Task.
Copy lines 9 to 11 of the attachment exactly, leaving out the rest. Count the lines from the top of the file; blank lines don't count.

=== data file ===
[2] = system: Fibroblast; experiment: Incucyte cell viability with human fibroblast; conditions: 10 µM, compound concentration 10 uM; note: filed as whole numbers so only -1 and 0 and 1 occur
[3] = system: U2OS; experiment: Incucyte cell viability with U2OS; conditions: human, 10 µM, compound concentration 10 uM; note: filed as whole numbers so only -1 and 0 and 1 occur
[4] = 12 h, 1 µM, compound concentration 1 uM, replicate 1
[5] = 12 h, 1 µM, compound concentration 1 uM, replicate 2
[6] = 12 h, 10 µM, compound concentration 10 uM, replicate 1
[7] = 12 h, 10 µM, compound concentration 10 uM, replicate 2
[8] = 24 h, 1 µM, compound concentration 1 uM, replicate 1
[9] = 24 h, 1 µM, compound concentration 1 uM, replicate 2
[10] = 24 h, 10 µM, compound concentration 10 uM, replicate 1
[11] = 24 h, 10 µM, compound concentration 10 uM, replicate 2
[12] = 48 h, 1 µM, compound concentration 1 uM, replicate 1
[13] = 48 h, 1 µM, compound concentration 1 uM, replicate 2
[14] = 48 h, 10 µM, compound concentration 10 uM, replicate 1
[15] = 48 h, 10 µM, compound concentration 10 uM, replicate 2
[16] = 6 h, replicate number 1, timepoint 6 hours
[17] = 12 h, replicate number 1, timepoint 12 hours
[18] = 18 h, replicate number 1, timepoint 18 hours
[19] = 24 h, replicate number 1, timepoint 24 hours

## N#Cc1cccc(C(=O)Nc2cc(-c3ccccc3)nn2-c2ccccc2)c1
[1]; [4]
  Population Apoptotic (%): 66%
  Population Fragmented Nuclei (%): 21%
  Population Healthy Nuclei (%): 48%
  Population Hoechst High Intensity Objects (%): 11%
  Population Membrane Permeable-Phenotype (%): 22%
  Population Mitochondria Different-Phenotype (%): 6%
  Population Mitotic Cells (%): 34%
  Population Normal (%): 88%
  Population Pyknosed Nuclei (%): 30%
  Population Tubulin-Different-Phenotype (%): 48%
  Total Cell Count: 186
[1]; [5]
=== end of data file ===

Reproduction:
[10] = 24 h, 10 µM, compound concentration 10 uM, replicate 1
[11] = 24 h, 10 µM, compound concentration 10 uM, replicate 2
[12] = 48 h, 1 µM, compound concentration 1 uM, replicate 1